The number 1 recipient of GI funds is Apollo Group (APOL) , the parent company of the University of Phoenix that has made a comeback after drastic declines in enrollment in 2013. Apollo’s collection of veteran’s awards increased 72% between the 09-10 and 10-11 academic years from $77 to $133 million. 66.4% of Apollo’s student base pursuing 2-year associate’s degrees fails to graduate.

On July 23, U.S. Reps. Susan Davis of San Diego and Mark Takano of Riverside (both D-Calif.) proposed legislation designed to close the 90/10 loophole, but it was crushed within 15 minutes of being introduced. US Rep. John Kline (R-Minn.), who also serves as chairman of the House Committee on Education and the Workforce, ruled the bill irrelevant to the meeting’s topic of financial aid. Apollo Education Group is Kline’s largest campaign contributor.

Given staunch House opposition, the newly proposed legislation does not request GI Bill funding be classified as federal aid. Instead, if approved, the proposals would cut off federal financial aid to programs whose graduates have high rates of default or high levels of student loan debt relative to their incomes.

Any type of new legislation forcing for-profit institutions to improve the quality of education will require a shift in revenue allocation away from its largest expenditures on marketing and profit. It has already forced campus closures and significant layoffs, as these companies (like any other) place primary focus on earning profit. The potential boost in enrollment and thus tuition may present a buffer for what will likely need to be pulled from profit stockpiles.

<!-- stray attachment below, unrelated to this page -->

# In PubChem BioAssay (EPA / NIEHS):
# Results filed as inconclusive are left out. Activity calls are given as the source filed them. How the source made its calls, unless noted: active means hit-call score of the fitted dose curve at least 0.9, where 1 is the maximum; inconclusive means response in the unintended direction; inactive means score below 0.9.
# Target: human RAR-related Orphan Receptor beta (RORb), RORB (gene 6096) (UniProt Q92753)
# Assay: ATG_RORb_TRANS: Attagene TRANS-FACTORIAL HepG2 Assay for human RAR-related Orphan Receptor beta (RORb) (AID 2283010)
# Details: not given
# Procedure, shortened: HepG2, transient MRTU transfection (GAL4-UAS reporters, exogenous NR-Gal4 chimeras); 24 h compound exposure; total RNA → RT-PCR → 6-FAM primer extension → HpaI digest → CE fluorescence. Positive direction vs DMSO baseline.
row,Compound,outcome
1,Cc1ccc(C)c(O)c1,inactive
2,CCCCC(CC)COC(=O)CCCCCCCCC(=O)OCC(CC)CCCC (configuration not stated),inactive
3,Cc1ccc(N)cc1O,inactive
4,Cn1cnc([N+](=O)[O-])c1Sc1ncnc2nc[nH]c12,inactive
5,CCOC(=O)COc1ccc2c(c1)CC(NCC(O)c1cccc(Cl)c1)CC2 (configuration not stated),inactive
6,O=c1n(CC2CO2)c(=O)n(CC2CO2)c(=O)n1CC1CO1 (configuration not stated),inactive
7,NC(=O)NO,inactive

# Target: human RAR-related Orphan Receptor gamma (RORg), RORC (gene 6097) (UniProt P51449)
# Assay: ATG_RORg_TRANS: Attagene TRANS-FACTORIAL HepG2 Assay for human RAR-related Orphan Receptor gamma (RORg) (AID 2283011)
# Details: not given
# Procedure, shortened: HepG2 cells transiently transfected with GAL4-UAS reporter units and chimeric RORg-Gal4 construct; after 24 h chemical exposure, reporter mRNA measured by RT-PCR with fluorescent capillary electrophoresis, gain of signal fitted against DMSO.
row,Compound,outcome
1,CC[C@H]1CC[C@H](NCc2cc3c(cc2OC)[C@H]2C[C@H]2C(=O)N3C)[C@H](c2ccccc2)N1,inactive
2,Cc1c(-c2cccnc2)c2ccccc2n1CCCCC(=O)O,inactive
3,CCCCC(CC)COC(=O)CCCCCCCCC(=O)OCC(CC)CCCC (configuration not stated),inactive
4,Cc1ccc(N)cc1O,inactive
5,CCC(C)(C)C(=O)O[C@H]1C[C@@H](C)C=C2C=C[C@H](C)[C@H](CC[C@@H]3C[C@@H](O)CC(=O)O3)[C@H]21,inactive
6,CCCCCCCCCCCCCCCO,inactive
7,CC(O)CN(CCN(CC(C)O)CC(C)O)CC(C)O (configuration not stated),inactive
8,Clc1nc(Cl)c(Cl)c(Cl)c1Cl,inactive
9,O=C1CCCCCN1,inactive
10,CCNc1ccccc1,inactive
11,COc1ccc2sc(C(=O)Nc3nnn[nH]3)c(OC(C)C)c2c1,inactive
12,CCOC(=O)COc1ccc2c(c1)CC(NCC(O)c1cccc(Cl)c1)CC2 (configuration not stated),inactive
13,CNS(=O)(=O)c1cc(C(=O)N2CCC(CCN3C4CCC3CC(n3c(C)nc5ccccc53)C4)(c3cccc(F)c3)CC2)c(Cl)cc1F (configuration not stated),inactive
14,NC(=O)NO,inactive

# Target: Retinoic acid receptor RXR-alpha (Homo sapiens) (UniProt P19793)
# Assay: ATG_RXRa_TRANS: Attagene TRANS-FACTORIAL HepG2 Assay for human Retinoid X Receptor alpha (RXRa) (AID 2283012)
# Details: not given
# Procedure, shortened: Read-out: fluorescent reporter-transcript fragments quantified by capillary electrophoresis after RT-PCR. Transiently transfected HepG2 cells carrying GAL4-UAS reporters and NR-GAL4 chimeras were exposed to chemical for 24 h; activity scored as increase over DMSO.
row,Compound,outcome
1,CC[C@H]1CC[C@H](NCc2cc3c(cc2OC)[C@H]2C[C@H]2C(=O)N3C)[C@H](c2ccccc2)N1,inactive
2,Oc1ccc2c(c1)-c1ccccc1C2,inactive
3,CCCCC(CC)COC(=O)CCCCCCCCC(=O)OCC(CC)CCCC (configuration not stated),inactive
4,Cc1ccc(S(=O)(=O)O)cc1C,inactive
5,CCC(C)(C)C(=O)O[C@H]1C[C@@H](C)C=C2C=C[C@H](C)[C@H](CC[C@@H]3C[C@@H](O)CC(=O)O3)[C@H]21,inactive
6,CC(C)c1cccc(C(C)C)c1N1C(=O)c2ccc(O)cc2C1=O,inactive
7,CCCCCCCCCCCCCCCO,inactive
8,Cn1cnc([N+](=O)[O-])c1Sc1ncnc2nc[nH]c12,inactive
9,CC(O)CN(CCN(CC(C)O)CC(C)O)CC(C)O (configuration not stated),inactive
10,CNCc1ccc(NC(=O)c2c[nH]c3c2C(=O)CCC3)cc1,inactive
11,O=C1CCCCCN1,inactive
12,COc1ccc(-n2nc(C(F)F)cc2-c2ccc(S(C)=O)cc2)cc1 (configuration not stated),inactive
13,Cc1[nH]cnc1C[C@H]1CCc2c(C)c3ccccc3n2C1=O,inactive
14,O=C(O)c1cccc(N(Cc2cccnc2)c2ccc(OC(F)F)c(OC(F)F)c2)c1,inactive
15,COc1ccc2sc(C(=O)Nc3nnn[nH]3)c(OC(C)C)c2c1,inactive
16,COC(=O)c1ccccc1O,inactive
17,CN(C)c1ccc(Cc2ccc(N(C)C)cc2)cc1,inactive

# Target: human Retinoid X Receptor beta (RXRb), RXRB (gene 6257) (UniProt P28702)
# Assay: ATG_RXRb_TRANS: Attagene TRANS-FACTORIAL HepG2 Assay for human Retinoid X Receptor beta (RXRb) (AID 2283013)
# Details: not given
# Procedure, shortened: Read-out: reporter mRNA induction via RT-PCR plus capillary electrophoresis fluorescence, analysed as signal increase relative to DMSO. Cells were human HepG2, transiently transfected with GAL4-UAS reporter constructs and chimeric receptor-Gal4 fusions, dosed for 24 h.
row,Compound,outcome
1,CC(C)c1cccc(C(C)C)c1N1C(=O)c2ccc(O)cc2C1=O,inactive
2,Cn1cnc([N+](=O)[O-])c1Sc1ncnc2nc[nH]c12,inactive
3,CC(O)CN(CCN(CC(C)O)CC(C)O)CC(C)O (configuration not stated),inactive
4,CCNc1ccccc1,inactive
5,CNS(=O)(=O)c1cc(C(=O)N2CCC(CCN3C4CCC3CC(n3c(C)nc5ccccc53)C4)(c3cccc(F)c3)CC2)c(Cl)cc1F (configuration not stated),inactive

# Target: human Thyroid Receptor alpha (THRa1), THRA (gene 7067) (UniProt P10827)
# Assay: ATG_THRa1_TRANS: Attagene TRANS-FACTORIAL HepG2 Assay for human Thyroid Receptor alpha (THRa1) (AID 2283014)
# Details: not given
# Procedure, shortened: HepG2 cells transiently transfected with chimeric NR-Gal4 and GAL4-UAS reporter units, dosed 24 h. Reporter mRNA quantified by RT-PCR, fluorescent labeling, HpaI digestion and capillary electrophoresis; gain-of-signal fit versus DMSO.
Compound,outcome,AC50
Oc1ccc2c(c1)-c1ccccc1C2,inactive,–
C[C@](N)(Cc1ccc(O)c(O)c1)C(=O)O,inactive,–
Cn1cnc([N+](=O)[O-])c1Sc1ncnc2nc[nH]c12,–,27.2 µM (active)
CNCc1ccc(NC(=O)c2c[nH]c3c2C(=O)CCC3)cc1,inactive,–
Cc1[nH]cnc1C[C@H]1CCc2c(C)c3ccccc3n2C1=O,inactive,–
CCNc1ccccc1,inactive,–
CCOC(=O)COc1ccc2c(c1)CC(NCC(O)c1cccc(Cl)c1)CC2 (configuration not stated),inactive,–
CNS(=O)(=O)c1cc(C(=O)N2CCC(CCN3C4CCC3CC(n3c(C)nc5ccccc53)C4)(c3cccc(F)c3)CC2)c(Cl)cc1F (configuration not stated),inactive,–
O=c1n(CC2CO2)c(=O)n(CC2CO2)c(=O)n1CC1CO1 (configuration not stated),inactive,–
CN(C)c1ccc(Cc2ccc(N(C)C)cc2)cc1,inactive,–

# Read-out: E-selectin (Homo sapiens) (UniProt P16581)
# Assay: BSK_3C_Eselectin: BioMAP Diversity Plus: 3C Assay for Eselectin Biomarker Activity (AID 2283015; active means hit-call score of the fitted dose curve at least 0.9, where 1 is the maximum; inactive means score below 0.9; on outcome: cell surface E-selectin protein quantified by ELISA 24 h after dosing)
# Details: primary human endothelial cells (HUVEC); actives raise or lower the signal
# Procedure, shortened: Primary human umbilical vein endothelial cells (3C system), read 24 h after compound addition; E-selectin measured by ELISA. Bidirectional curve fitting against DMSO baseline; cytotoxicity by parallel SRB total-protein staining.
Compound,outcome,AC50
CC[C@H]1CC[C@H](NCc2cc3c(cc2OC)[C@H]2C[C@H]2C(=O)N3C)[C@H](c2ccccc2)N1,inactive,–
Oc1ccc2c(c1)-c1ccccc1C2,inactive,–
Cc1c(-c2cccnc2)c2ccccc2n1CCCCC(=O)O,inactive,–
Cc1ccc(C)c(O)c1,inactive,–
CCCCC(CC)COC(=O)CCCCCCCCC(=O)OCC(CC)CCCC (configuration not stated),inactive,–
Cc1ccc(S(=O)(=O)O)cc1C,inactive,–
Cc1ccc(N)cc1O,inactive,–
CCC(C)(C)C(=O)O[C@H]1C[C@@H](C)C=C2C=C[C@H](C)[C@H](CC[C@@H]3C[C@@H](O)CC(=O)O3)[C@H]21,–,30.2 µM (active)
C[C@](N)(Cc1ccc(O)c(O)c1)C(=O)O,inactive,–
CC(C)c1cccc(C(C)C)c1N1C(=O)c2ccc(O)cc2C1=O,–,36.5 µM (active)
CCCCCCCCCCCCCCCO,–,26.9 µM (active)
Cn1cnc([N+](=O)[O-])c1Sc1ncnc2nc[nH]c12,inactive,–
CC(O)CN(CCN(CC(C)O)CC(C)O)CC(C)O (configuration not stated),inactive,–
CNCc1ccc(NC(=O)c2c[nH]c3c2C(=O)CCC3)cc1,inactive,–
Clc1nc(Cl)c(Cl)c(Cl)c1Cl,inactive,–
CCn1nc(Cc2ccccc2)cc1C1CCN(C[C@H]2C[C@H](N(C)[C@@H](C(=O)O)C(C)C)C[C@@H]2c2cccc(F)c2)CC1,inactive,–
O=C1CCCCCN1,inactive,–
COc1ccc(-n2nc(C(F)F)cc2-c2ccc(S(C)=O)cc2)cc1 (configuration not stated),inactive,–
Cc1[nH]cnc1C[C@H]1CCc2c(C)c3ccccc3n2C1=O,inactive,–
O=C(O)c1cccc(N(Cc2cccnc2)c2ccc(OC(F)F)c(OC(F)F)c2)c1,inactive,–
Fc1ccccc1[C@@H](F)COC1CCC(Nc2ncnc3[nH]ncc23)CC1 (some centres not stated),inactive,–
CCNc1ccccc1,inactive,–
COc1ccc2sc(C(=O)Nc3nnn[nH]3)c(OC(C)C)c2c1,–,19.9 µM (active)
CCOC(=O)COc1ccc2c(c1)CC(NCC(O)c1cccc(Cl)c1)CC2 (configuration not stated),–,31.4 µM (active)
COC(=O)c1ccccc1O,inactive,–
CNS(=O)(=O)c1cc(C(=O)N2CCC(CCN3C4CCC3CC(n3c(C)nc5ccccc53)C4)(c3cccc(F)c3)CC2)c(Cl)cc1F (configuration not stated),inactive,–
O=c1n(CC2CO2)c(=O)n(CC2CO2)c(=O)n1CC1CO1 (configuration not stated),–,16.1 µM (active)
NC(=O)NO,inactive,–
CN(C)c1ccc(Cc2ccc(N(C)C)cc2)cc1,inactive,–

The national graduation rate average is 59%. If the for-profit universities in question are able to push their own rates to meet or exceed the proposed 30%, improved reputation will bring greater enrollment as well as better job placement for graduates, which could in turn funnel more students into accredited for-profit programs.

However, those institutions will have to move in tandem for any changes to be lasting in order to eliminate the concern of price competition between universities. The only catalyst for such a shift in for-profit college operations appears to be a change in regulation like the one currently headed to the Senate.

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Strayer Education Inc. (STRA)  is a notable company in the US for-profit education sector that has performed well, offering affordable programs and strong corporate relationships to its students. The company recently released strong second-quarter earnings with a year-to-date increase of 62%.

Nasdaq recently spotlighted DeVry Education Group Inc. (DV) based on its diverse portfolio of programs from healthcare and international business, as well as its performance over the last two quarters, which beat the Zacks Consensus Estimate for both revenue and earnings. Stifel Nicolaus upgraded DeVry to a Buy, citing a target price of $48.

Other stocks earnings accolades were the smaller Capella Education Company (CPLA) and Grand Canyon Education Inc. (LOPE) , both showing impressive earnings and significant potential for growth.

DISCLOSURE: The views and opinions expressed in this article are those of the authors, and do not necessarily represent the views of Readers should not consider statements made by the author as formal recommendations and should consult their financial advisor before making any investment decisions. To read our full disclosure, please go to: